As Little Sis so eloquently pointed out in “It’s Not You, It’s Them”, just because it’s in the grocery store, doesn’t make it safe to eat. The safest foods in the grocery store are the whole, unprocessed foods: fruits and vegetables! And of course it is an age old battle to get children to eat more vegetables. Our culture’s diet is not based on fruits and vegetables, it’s based on bread and meat and potatoes and meat and lots and lots of sugar.
Although the popular notion that children have different taste buds or stronger taste buds than adults is difficult to tease out scientifically, due to many other factors affecting perceptions of taste, children do seem to have a higher density of ‘sweet’ taste receptors which is offset when puberty increases the ability to differentiate between tastes and the preference for sweet declines.
There’s no denying most children love sweet and most seem to like bland. Maybe that’s because they can’t differentiate and so complex flavors seem strong. But let’s get back to the basic problem. How to get more vegetables into your children, and into you and your adults as well?! We adults also exist in this culture and have also been inundated with bread, sugar, meat, sugar, potatoes, sugar, meat, and sugar as well! I am not looking to engage people in a discussion about the relative merits of meat here, but it’s simple math. If your plate is full of bread and meat – where are the vegetables? Vegetables are key to good health!
We have lots of vegetable based recipes on board here, but I wanted to share a vegetable-increasing-money-saving-technique especially for the vegetable impaired. Green smoothies are nothing new, but keeping fresh greens on hand if you don’t go to the store every other day can be tough, and of course the big bags / bunches / piles of greens are cheaper than the small. And what about the stems of the greens that are a little tough? Blend, freeze and then smoothify those nutrient dense Good Boys!
What the heck are those? Is it mineral crystals? Amputated popsicle ends? No, my friends. Right there is raw beet greens that your children will eat. No lie. Now you might have to mix a few other things in there with those raw beet greens, but a bunch of greens, or other vegetables your children don’t appreciate, some water, a strong blender (I have a VitaMix), and a few ice cube trays you don’t mind staining later.. and voila! You have a smoothie starter that will cool, thicken and nutrify your smoothies.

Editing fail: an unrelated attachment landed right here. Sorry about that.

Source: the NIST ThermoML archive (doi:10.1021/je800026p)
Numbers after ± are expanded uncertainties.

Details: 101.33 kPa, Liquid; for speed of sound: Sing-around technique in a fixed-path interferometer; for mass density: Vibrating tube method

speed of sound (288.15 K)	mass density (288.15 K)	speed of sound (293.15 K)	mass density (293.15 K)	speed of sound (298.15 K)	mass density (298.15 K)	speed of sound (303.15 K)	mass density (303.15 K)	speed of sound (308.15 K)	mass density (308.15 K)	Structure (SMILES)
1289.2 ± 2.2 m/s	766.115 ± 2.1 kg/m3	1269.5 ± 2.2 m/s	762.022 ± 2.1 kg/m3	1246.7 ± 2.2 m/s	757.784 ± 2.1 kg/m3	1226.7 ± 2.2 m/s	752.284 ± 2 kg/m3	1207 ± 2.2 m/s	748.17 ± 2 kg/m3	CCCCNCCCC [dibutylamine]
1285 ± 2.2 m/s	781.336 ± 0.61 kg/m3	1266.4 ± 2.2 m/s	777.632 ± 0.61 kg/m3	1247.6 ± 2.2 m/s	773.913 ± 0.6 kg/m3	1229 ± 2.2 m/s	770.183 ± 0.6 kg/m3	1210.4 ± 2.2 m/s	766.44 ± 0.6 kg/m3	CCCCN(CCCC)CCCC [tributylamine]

Beet greens are great because many people don’t even cook them, they buy the beets and throw away the greens. Well… if you want ideas for cooking beets and greens try this link, and this soup link and this meatless patty link
But in the meantime, don’t throw away stems, tips, greens that will go bad before you use them, or your husband’s favorite hole-y T-shirt! Put all but the last in the blender.
Basically your limitations with this idea are based on your blender. You need enough water to keep things spinning and pulverizing without so much that you have very little nutrition in each cube. I just add a little water at a time until I can get things moving well enough to chop. You don’t really want a super thin consistency, because again, you will have less nutrition per cube.
Keep annoying everyone with lots of noise and let the mixture blend.
(This is indeed beet greens and stems that I wasn’t going to be able to use before greens floppage)
Now for the messy part! Pouring/ spooning into trays. Again please don’t use your heirloom, best white ice cube trays if you want them to stay white!
Then you make a smoothie with as many cubes as you think your sweetsters can stand (this amount can go up as taste buds get re-trained).
This one has some banana, pineapple and homemade almond milk - and of course the sneaky hidden beet greens and stems. Mwwoooo hooo hahahah. My son likes beets but is not a fan of any cooked green. We’ve just gotten him eating salads with some pleasure, so I’m hoping cooked greens aren’t far behind…. I hate the sound he currently makes when he eats them .
This post was featured on: